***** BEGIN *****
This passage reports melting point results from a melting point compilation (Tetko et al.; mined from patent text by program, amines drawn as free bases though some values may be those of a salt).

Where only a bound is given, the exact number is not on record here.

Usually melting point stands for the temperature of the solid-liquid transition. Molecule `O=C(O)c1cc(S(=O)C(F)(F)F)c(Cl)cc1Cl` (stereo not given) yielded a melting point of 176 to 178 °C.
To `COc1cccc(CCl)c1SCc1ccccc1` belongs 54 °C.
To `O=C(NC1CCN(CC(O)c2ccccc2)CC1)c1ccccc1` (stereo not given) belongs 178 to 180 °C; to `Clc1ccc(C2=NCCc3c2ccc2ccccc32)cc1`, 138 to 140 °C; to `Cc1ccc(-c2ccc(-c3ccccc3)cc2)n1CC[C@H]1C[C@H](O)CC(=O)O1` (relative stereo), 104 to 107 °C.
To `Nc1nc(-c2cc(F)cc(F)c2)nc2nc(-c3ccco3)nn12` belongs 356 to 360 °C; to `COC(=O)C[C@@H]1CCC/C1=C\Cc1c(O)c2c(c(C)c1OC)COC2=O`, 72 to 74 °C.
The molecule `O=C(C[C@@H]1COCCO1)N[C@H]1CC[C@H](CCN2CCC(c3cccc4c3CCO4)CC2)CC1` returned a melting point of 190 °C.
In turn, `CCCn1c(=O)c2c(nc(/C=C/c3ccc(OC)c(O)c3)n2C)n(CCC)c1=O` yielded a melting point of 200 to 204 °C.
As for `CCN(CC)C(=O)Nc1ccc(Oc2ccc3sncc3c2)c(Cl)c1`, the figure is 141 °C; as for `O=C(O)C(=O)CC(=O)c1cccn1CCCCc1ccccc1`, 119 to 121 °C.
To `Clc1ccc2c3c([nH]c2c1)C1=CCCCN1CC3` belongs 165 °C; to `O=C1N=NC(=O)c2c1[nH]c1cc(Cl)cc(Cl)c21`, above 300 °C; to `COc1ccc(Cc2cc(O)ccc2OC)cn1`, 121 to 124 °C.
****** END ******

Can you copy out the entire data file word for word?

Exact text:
This passage reports melting point results from a melting point compilation (Tetko et al.; mined from patent text by program, amines drawn as free bases though some values may be those of a salt).

Where only a bound is given, the exact number is not on record here.

Usually melting point stands for the temperature of the solid-liquid transition. Molecule `O=C(O)c1cc(S(=O)C(F)(F)F)c(Cl)cc1Cl` (stereo not given) yielded a melting point of 176 to 178 °C.
To `COc1cccc(CCl)c1SCc1ccccc1` belongs 54 °C.
To `O=C(NC1CCN(CC(O)c2ccccc2)CC1)c1ccccc1` (stereo not given) belongs 178 to 180 °C; to `Clc1ccc(C2=NCCc3c2ccc2ccccc32)cc1`, 138 to 140 °C; to `Cc1ccc(-c2ccc(-c3ccccc3)cc2)n1CC[C@H]1C[C@H](O)CC(=O)O1` (relative stereo), 104 to 107 °C.
To `Nc1nc(-c2cc(F)cc(F)c2)nc2nc(-c3ccco3)nn12` belongs 356 to 360 °C; to `COC(=O)C[C@@H]1CCC/C1=C\Cc1c(O)c2c(c(C)c1OC)COC2=O`, 72 to 74 °C.
The molecule `O=C(C[C@@H]1COCCO1)N[C@H]1CC[C@H](CCN2CCC(c3cccc4c3CCO4)CC2)CC1` returned a melting point of 190 °C.
In turn, `CCCn1c(=O)c2c(nc(/C=C/c3ccc(OC)c(O)c3)n2C)n(CCC)c1=O` yielded a melting point of 200 to 204 °C.
As for `CCN(CC)C(=O)Nc1ccc(Oc2ccc3sncc3c2)c(Cl)c1`, the figure is 141 °C; as for `O=C(O)C(=O)CC(=O)c1cccn1CCCCc1ccccc1`, 119 to 121 °C.
To `Clc1ccc2c3c([nH]c2c1)C1=CCCCN1CC3` belongs 165 °C; to `O=C1N=NC(=O)c2c1[nH]c1cc(Cl)cc(Cl)c21`, above 300 °C; to `COc1ccc(Cc2cc(O)ccc2OC)cn1`, 121 to 124 °C.